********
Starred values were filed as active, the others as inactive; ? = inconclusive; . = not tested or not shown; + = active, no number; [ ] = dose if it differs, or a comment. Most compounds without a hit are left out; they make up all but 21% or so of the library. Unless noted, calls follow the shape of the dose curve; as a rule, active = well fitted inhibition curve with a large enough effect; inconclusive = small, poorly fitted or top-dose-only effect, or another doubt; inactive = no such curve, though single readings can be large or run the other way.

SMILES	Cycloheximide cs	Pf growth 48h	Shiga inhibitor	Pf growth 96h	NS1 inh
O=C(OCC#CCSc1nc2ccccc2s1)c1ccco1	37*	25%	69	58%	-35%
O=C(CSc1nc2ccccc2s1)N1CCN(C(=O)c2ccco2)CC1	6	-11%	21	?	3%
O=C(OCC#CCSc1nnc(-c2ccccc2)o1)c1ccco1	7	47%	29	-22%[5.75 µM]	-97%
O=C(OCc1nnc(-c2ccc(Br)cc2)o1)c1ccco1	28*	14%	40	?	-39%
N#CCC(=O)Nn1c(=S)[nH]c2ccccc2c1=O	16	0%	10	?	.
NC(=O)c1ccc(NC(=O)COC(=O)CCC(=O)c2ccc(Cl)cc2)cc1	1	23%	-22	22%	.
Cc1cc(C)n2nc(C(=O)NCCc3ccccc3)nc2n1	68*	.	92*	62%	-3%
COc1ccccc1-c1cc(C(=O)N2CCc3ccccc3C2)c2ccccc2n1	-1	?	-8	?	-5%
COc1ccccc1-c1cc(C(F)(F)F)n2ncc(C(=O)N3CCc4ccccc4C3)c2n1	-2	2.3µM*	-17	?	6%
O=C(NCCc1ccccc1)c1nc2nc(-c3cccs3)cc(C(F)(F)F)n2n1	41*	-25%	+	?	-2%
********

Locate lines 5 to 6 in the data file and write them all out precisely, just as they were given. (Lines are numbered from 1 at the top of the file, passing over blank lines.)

O=C(OCC#CCSc1nnc(-c2ccccc2)o1)c1ccco1	7	47%	29	-22%[5.75 µM]	-97%
O=C(OCc1nnc(-c2ccc(Br)cc2)o1)c1ccco1	28*	14%	40	?	-39%